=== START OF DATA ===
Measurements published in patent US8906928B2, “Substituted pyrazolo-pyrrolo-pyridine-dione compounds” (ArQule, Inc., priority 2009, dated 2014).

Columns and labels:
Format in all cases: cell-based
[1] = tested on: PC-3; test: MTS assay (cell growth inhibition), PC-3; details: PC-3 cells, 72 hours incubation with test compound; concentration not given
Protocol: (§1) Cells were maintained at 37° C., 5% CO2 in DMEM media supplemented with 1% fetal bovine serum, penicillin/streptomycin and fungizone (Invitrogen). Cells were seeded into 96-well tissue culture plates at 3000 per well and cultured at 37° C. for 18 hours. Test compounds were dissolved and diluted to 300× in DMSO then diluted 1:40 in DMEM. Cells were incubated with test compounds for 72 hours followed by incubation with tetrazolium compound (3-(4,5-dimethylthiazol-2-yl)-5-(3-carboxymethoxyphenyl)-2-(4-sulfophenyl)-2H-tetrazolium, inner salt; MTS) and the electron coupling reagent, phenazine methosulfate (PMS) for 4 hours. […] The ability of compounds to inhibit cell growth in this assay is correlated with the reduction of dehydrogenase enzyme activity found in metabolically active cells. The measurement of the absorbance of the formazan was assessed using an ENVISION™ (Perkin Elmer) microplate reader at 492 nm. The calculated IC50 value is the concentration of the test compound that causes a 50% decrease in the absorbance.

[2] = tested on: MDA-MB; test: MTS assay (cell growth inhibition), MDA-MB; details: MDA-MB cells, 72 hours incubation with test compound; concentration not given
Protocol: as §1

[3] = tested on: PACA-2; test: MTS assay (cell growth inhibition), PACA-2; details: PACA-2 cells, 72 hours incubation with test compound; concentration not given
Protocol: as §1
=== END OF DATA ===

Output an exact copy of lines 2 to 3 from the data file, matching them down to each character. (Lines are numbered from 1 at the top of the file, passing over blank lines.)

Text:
Columns and labels:
Format in all cases: cell-based